“That sounds very problematic. Do you think I should cancel my trip? My bus leaves in five minutes.”
“Oh, I’m sure they’ll work something out. They wouldn’t drive you all the way out there if it was too bad.”
I asked my driver about the new developments around the pools and the military blockade.
“No hay problema,” he reassured me. “Solo los narcos, es normal.”
Translation: There’s no problem. Just the drug traffickers, but that’s normal.
After 10 hours of driving through el presidente’s birthday parade, over a hand-cranked ferry crossing, and past a smoldering wreck of an identical tourist shuttle, we stopped in the last city before the mountains, Coban.
We filed into the McDonalds to enjoy some air conditioning, wifi, and Oreo McFlurries. I checked the news and found that the Guatemalan army’s had tweeted that three soldiers had been shot and wounded (no mention of casualties among the locals), and that the national tourism board was warning tourists not to travel to the area.
Given that even the government’s propaganda was saying things were bad, I considered my options:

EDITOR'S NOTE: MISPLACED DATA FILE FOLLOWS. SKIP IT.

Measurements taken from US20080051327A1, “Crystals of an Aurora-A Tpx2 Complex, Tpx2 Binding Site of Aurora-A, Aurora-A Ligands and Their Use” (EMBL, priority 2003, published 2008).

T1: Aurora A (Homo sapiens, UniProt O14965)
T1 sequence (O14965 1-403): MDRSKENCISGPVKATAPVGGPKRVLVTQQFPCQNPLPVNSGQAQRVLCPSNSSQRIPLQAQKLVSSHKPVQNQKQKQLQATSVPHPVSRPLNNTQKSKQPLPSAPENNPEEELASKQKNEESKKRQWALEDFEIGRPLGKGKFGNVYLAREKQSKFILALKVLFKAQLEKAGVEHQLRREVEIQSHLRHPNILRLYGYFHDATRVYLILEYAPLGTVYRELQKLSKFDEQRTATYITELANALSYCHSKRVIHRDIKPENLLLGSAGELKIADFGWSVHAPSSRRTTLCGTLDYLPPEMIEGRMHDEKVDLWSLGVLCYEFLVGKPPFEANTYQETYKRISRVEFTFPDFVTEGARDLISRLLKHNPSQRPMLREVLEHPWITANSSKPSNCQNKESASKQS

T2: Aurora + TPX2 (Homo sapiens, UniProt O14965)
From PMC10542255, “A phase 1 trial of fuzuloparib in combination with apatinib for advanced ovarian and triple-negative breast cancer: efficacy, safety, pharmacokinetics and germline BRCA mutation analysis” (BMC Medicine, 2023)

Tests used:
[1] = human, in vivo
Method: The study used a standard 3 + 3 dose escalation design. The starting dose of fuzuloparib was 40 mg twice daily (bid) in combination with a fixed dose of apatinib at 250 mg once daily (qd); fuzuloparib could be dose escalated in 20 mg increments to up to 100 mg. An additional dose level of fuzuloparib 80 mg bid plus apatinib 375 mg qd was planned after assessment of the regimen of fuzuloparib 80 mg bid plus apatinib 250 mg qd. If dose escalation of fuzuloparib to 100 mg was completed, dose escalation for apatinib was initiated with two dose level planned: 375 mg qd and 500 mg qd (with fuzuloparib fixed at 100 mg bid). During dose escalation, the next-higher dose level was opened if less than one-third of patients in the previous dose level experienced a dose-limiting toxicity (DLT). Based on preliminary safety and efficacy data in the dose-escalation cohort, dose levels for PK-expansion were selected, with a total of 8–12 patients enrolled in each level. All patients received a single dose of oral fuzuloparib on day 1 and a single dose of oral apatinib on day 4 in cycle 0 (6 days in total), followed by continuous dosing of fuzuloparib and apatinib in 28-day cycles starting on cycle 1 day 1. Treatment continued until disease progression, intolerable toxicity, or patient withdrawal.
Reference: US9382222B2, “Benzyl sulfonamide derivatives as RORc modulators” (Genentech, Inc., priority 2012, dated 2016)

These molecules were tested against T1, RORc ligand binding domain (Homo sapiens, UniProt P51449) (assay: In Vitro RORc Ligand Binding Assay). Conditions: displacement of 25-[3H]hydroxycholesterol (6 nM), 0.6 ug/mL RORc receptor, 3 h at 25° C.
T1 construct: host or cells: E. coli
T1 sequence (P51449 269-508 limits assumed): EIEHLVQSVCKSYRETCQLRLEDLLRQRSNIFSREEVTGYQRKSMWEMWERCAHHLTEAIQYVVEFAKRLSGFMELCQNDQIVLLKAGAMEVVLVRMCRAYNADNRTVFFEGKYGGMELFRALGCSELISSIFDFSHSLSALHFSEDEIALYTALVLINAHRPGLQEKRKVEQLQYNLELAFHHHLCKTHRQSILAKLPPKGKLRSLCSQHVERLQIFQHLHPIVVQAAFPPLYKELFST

1. Abandon the shuttle and my companions to find passage on my own from Coban to Antigua (my next planned destination)
2. Proceed to Semuc Champey and hope for the best
Coban didn’t seem like a particularly good city to be wondering around late in the day. The presence of improvised home fortifications (lots of broken glass mixed into the top of concrete walls) suggests that people don’t have much, but still need to defend what little they had. Probably not a great place to be the only white person carrying a big pack and asking for directions. I estimated a moderate risk of getting robbed of everything I owned.
As for Semuc Chempey, the most likely outcome would be that the pools were closed and it would be hard to find accommodations. I’d probably end up wasting a long trip.
But there were also some low-probability, severe possible outcomes:
– get kidnapped by locals to use as bargaining chips against the government
– get murdered by the military, who might frame the locals for the tourist deaths to justify a more intense crackdown
– drive off a cliff
I decided that tourist money was too valuable to the region to risk killing us, and since the fighting was for economic rather than ideological reasons, the odds of getting kidnapped or killed randomly were quite low. I had time to afford to lose a day of travel, and since this was the only time I’d ever have a chance to see the pools, I decided to go. I was disturbed to know people were shooting each other over the right to collect my $10 park entrance fee, but my individual decision to go or not would have no impact. The best I could realistically do for the situation would be to observe and record.